I haven't blogged in a week, due to attending BEA, and now that I'm back I have three things I need to blog about immediately.
First, many of you may have heard about my friend Barry Eisler signing with Amazon for his next Rain book. Barry and I did another 10k word dialog about that, and some other publishing stuff. I'll post it complete tomorrow, but if you can't wait, Barry has already posted the entire conversation on his blog (he couldn't wait either.)
Second, I have a book coming out today. it's called Timecaster, and my publisher is charging $7.99 for the paperback, and $7.99 for the ebook (ugh.) It's a sci-fi thriller filled with humor, sex, over-the-top violence, and Harry McGlade. The hero is Jack Daniels's grandson. I love this book, and so will my fans. It's easily the craziest thing I've ever written, and loads of fun.
This fall, I'll release the sequel myself for $2.99. I'm also working with Brilliance Audio to release both books as audiobooks for extremely low prices. Stay tuned.
Finally, my friend James Rollins has released a 99 cent short story on Kindle. When a big NYT bestseller starts releasing inexpensive ebooks, it is time to ask questions.
Joe: It's great that you're putting out a 99 cent short story. Why did you do it through your publisher, rather than solo?
Jim: I initially was going to self-publish this story. And I naively thought that my publishing house would have no problem… heck, it’s only a short story. But when my agent approached them about this, they were adamant that I must not do that. And while I certainly could have refused, I also had to respect the fact that HarperCollins had done a great deal to brand my name out in the marketplace, and I couldn’t blithely ignore that, nor trample roughshod over their wishes.
We did come to a compromise, though—moving this story into the gray world between self-publishing and legacy publishing. William Morrow (my house at Harper) and I are co-publishing this book, which means we split all royalties beyond the cost of this book’s production. I’m personally curious to see how this all plays out in the marketplace. Yes, I’m losing half my royalties, but Harper has deeper pockets and more marketing connections to hopefully help get his story some attention. Plus they are more personally invested to use this story as a vehicle to promote this summer’s book (The Devil Colony).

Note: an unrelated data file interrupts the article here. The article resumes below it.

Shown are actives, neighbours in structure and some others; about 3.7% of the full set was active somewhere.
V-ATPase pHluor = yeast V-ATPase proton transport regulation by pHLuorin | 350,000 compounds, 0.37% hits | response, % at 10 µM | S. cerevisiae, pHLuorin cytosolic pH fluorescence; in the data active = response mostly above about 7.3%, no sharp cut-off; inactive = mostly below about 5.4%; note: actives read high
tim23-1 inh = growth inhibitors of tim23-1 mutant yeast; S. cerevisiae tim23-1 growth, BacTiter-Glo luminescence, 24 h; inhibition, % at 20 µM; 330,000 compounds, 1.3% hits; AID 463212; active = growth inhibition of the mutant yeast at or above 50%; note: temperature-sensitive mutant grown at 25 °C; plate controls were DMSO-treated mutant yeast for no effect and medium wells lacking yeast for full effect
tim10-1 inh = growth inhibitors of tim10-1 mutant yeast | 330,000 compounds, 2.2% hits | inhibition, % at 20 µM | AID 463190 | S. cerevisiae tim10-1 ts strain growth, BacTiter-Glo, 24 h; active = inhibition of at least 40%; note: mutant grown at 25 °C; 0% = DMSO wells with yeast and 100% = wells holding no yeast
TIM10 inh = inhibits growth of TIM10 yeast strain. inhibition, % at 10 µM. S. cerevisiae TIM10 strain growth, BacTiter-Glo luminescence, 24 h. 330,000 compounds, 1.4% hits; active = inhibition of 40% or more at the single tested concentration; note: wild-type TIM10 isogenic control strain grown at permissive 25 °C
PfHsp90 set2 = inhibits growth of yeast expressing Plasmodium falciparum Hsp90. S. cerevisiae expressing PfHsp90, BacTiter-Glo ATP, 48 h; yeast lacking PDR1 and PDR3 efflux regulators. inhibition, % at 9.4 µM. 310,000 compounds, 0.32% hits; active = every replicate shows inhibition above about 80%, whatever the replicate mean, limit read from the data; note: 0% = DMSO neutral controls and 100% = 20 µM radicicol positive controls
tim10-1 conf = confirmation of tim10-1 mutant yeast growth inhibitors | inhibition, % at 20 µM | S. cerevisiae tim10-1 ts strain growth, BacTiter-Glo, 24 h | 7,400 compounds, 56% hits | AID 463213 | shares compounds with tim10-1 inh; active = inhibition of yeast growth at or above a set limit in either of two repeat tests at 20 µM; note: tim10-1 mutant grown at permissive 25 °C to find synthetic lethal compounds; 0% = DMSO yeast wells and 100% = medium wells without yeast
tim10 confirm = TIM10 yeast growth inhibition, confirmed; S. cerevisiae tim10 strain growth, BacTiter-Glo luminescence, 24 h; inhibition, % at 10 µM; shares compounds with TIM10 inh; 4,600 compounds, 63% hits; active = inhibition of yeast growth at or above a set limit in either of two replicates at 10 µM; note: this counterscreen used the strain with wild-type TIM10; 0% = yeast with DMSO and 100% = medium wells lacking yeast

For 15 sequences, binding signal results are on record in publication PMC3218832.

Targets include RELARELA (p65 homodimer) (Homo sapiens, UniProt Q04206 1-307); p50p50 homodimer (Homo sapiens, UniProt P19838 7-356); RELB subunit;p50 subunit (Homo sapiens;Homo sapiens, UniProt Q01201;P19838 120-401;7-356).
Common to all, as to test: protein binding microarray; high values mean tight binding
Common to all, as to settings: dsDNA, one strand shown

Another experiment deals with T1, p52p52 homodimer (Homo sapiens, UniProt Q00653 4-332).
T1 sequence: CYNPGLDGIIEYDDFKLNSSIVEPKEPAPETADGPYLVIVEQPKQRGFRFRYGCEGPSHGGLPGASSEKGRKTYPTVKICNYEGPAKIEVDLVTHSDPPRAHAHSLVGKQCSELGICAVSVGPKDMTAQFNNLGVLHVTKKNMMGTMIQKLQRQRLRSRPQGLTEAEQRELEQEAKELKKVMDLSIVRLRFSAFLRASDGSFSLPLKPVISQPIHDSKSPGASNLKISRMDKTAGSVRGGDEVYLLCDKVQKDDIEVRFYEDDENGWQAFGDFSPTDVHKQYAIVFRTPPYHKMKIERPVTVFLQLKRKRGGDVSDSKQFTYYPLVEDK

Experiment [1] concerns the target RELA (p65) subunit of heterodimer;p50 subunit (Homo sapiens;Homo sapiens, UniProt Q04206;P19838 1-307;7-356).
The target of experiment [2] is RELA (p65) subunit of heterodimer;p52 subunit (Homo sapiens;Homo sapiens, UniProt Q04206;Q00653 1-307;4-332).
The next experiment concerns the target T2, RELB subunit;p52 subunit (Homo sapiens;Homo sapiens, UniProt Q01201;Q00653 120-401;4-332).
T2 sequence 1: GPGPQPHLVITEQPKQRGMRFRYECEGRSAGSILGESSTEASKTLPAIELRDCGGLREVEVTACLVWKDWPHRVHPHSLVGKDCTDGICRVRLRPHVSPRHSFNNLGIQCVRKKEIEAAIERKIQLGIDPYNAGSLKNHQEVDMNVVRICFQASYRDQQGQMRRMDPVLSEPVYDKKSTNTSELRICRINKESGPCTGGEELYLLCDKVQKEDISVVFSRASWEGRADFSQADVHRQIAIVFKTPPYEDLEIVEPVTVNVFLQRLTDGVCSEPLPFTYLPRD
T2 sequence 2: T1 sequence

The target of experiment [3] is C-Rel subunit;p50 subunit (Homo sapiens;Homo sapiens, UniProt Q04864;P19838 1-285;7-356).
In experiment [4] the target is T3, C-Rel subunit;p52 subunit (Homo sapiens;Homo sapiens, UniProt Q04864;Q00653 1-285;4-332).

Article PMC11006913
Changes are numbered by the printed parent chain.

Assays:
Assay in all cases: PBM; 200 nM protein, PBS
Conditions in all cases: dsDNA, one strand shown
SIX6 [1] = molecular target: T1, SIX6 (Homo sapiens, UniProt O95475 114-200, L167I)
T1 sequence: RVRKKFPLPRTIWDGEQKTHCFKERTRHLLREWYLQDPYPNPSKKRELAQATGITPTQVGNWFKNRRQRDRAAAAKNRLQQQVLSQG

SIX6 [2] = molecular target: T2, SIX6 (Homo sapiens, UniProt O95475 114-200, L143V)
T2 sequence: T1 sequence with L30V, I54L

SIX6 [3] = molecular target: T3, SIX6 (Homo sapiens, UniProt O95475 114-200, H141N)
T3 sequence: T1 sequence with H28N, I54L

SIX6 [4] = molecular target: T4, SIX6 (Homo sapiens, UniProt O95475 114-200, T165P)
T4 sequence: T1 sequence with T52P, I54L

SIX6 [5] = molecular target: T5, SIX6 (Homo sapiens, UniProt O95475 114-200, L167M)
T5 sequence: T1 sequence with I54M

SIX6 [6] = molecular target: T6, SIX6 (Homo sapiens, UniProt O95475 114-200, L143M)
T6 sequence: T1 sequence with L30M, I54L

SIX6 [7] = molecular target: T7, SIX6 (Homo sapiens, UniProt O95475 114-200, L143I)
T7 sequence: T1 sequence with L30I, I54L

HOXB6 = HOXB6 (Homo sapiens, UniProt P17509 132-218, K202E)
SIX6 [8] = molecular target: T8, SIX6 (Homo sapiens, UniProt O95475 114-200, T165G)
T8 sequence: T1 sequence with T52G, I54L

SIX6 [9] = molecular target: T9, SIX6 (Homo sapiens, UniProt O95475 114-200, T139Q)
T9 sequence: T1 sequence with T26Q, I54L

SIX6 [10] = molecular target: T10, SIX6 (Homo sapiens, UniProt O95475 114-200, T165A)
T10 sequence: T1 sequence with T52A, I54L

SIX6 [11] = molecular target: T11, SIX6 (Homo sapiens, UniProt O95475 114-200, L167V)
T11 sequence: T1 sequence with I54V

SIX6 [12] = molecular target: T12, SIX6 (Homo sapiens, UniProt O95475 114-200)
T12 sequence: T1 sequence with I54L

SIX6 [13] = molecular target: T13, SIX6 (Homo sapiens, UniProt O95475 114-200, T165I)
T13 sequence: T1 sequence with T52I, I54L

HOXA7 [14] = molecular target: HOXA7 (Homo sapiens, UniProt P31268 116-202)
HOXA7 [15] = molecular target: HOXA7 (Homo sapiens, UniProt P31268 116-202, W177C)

As you well know, it’s a new world out there in publishing. Paradigms are shifting all over the map. So this co-pub deal is yet another experiment, a possible compromise between the old world and the new. But is it the best of both worlds or the worst? Only time will tell.
Joe: I'm a big fan of your Sigma novels, so it's great to read a short featuring those characters. How does writing a short story vs. a novel differ?
Jim: A couple of years ago, I wrote a Sigma short story, titled Kowalski’s in Love It appeared in an anthology edited by James Patterson and explained how Kowalski (who first appeared in Ice Hunt) became an adopted team member of Sigma. I found that a short story is a great vehicle for filling in “gaps” in the Sigma universe. And that’s how this story came about. In this summer’s book, The Devil Colony, the mysterious assassin Seichan arrives on Gray’s doorstep with a package of information. The Skeleton Key explains how she acquired that bit of intelligence.
I also wanted to write this story for those readers who have never read a Sigma novel. So I crafted this thriller so it could be enjoyed by anyone new to the series. Confined to one character and restricted to a self-contained adventure, I hoped this story could serve as a “sampler” for any reader interested in the series but too daunted by a full novel.
As to writing a short story versus a novel, they are definitely two different vehicles in which to tell a tale. While both vehicles need a beginning, middle, and end, a short story requires writing very tightly, sticking to one character and really getting into their head, under their skin. Seichan has always been a bit mysterious. The Skeleton Key gave me a chance to reveal more about her.
Joe: How do you like writing in a shorter format?
Jim: It was a daunting task. I think my mind is too wired to think of “story” in a longer format. To restrict this tale to one character, one setting, one goal was a challenge. I wanted this story to “feel” like a full Sigma international thriller. So I did my best to make Paris come to life as a character. I threaded in a bit of its mysterious history, added a smidgen of strange science, and crafted a larger danger looming over the more intimate threat. I hope this story captures the essence of a Sigma novel in a tight, little package.